About "The Franklin Expedition"

The disappearance of Sir John Franklin, his ships and crews is one of the greatest mysteries in the history of exploration. Canadian Geographic and The Royal Canadian Geographical Society are at the forefront of what’s been discovered so far.

Map: Chris Brackley/Canadian Geographic
Archaeologists may have finally located the historic vessel that disappeared 168 years ago in Canada's north
An engraving by George Back showing HMS Terror on its side in ice circa 1937
Image: Wikimedia Commons
The second of Sir John Franklin's doomed ships has been located in the Canadian Arctic. Here are five things you may not have known about the HMS Terror.
sir john franklin route arctic
Map: Thomas Herbreteau/Canadian Geographic
Parks Canada’s Underwater Archaeology Team is planning a reconnaissance mission of the HMS Erebus and will continue its search for HMS Terror at the end of August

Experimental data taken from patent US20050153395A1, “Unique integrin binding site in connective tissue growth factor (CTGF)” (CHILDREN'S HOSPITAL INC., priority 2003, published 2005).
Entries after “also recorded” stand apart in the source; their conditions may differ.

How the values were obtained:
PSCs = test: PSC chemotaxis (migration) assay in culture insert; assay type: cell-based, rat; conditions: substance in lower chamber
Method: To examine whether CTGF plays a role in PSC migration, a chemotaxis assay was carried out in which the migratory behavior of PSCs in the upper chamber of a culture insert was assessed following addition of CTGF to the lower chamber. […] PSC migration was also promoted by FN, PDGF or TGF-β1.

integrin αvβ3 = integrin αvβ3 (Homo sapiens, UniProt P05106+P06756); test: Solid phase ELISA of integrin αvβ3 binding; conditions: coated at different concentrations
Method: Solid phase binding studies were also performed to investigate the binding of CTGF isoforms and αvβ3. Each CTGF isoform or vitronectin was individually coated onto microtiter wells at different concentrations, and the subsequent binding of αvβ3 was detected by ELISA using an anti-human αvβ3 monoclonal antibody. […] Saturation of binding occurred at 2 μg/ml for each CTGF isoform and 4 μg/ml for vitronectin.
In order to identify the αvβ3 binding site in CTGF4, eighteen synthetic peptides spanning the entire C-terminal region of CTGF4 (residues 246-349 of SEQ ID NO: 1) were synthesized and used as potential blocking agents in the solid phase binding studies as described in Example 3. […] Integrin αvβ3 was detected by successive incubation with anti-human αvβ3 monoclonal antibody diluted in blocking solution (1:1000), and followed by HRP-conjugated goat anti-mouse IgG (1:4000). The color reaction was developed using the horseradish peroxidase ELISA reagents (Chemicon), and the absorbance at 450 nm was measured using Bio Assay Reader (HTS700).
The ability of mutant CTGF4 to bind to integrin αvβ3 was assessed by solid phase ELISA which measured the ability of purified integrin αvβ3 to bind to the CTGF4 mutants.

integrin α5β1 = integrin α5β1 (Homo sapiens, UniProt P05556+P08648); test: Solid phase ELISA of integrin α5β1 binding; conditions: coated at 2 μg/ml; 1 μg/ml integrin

The members of the Humahuk expedition with the remains of an HBC supply boat
Photo courtesy Louie Kamookak
My great-grandmother spoke of finding mysterious objects on King William Island as a young girl. This summer, I retraced her steps.

On April 12, Franklin enthusiasts had a rare opportunity to come together in the same room as The Royal Canadian Geographical Society presented their 2016 Can Geo Talks

At the RCGS's spring lecture on April 12, Dave Woodman and four other experts will talk about the use of Inuit traditional knowledge in locating Erebus

Federal government commits $16.9 million over five years to further research on doomed Franklin expedition

Louie Kamookak is an Inuit historian whose work helped locate the lost Erebus ship. However, he's not the only Inuk who played an important role in the century-long search.

Franklin led two overland expeditions in northern Canada before undertaking his final voyage

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